Chronic Pain


​ Ten percent of adults suffer from chronic neuropathic pain. The Busath Lab has been exploring the brain mechanism of chronic pain with goal of further establishing the merit of long-term transcutaneous electrical simulation (TENS), particularly as embodied in the unique protocol used by the Calmare(R) instrument. It is easy to detect changes of blood brain flow in pain matrix centers with functional magnetic resonance imagine (fMRI) when you pinch someone. But for people in chronic pain, there has previously been no equivalent to "unpinching" that would produce a contrast in blood flow imaging. The Calmare instrument provides us this scientific window. People who have intense peripheral neuropathy often report a large reduction in pain after a 30-minute Calmare treatment.

  In August, 2015 we completed an initial double blind study with 18 peripheral neuropathy subjects. Half received a sham treatment receiving traditional TENS and the others received Calmare treatment. Although both groups said they had reduced pain overall, the Calmare group reported the biggest drop in their sharp, burning pain. Furthermore, when the blind was broken and the TENS subjects came back for Calmare treatment a few weeks later, they too reported greatest drops in sharp, burning pain. These results have been presented at three scientific meetings (Snowbird Neuroscience Symposium 2015, Society for Neuroscience 2015, and Utah Conference on Undergraduate Research 2016). The fMRI results are under analysis.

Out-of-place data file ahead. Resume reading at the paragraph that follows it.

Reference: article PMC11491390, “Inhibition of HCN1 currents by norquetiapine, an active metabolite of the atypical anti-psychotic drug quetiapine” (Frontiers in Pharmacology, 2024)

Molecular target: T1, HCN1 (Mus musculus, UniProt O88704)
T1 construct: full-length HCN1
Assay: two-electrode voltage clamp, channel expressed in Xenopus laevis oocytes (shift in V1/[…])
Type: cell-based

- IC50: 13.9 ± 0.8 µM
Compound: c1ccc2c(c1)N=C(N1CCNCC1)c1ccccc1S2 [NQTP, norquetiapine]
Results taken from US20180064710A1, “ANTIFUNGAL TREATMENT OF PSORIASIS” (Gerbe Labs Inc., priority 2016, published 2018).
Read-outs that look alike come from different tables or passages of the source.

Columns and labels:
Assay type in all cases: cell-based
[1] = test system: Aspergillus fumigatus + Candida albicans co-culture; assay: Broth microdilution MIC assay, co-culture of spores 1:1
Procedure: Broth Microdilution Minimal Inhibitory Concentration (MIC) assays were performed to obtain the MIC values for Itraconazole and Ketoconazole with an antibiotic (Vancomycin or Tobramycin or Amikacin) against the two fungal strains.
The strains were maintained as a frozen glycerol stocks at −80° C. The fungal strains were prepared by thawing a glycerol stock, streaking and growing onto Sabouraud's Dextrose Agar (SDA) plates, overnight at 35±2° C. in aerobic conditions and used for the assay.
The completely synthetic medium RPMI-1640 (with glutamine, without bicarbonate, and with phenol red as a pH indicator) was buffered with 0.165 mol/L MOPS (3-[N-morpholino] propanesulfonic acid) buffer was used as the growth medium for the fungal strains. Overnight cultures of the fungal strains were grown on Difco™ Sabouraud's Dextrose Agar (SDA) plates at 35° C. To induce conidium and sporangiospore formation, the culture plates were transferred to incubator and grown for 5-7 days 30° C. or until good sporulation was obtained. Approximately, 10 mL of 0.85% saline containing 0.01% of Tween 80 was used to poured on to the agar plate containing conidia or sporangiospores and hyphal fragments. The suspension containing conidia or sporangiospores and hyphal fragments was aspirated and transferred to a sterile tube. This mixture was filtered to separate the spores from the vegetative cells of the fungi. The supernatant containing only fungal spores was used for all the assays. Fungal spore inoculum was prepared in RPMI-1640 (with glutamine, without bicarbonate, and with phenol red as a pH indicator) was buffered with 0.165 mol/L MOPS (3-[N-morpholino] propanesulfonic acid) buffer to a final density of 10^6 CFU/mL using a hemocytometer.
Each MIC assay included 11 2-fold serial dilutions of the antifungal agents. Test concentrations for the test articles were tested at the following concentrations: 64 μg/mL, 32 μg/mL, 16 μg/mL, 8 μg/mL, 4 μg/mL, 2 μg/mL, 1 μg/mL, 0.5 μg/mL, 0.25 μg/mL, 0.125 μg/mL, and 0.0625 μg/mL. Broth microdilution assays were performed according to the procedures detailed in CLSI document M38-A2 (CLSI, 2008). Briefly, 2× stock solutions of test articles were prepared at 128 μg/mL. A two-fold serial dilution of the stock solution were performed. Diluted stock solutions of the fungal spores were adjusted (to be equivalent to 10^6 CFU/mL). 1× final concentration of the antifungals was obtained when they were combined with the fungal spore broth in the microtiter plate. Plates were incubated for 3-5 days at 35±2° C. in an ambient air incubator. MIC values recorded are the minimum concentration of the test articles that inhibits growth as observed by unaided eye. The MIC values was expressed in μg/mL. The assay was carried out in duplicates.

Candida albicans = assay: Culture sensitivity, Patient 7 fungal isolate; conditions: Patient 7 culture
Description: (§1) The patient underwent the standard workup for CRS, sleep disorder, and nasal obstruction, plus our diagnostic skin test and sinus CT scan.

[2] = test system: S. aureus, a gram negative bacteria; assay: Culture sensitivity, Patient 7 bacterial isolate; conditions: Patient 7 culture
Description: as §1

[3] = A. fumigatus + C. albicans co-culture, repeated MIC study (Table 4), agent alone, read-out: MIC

Currently, we are testing whether the Calmare is significantly better than TENS at permanently reducing pain when a 10-day treatment course is used. We are carrying out the study with volunteer subjects, which we hope to complete in 2017. Utah Valley residents who have severe and constant peripheral neuropathic pain are welcome to call or email Dr. Busath to inquire about the study. We hope this research will lead to broader availability and use of this technology to serve millions of people struggling with chronic, unremitting pain.